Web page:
After a booming 2017 — with revenue growing 100 percent year-over-year thanks to some popular programs like its self-driving car and deep learning nanodegrees and the culmination of a previous turnaround plan architected by former CMO Shernaz Daver — the following year fizzled. Its consumer business began to shrink, and while the production quality of its educational videos increased, the volume slowed.

“In 2018, we didn’t have a single a blockbuster,” Thrun said. “There’s nothing you can point to and say, ‘Wow, Udacity had a blockbuster.’ “

By comparison, the self-driving car engineering nanodegree not only was a hit, it produced a successful new company. Udacity vice president Oliver Cameron spun out an autonomous vehicle company called Voyage.

Udacity CEO Vishal Makhijani left in October and Thrun stepped in. He took over as chief executive and the head of content on an interim basis. Thrun, who founded X, Google’s moonshot factory, is also CEO of Kitty Hawk Corp., a flying-car startup.

His first impression upon his return was a company that had grown too quickly and was burdened by its own self-inflicted red tape. Staff reductions soon followed. About 130 people were laid off and other open positions were left vacant, Thrun said.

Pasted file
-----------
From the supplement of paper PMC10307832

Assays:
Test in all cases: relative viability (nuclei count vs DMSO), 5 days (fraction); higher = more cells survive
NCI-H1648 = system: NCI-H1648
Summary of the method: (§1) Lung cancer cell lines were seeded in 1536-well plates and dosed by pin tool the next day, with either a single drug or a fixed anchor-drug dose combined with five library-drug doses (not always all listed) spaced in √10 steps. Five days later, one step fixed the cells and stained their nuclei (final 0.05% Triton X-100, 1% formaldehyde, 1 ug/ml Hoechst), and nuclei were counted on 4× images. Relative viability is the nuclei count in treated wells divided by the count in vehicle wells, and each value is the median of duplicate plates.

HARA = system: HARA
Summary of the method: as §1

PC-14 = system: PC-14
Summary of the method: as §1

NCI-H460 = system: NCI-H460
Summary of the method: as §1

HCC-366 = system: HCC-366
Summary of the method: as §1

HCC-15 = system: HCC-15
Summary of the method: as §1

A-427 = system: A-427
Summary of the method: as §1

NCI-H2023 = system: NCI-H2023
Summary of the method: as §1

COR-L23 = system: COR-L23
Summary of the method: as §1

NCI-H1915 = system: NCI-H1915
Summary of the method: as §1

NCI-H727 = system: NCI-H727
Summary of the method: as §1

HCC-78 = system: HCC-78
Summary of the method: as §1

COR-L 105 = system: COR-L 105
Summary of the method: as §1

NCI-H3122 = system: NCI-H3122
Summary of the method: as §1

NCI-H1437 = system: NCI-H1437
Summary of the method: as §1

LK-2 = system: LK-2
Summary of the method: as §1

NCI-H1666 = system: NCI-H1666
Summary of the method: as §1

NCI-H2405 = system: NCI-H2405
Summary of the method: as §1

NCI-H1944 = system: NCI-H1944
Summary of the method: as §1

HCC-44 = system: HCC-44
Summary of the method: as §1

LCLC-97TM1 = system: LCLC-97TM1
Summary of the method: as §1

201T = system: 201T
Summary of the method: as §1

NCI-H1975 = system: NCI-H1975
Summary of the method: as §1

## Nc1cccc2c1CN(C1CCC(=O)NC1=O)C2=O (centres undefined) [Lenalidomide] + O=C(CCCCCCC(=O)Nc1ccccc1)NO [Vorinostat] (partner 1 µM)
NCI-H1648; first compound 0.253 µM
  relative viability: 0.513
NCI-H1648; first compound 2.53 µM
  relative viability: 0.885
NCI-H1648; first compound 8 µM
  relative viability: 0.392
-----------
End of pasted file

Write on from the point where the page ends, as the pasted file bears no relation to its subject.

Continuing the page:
Udacity now has 350 full-time employees and another 200 full-time contractors. The company also has about 1,000 people contracted as graders or reviewers.

An emphasis, when I rejoined, was to cut complexity and focus the company on the things that are working,” he said. 

One area where Udacity seemed to excel had also created an impediment. The quality of Udacity’s video production resulted in Hollywood-quality programming, Thrun said. But that created a bottleneck in the amount of educational content Udacity could produce.

Udacity’s content makers — a staff of about 140 people — released nearly 10 nanodegrees in 2018. Today, as a result of cuts, only 40 content creators remain. That smaller team completed about five nanodegrees in the first quarter of 2019, Thrun said.

Last year, it took between 10 to 12 people, and more than $1 million, to build one nanodegree, Thrun said. “Now it’s less than 10 percent of that.”

The company was able to accomplish this, he said, by changing its whole approach to video with taping, edits and student assessments happening in real time.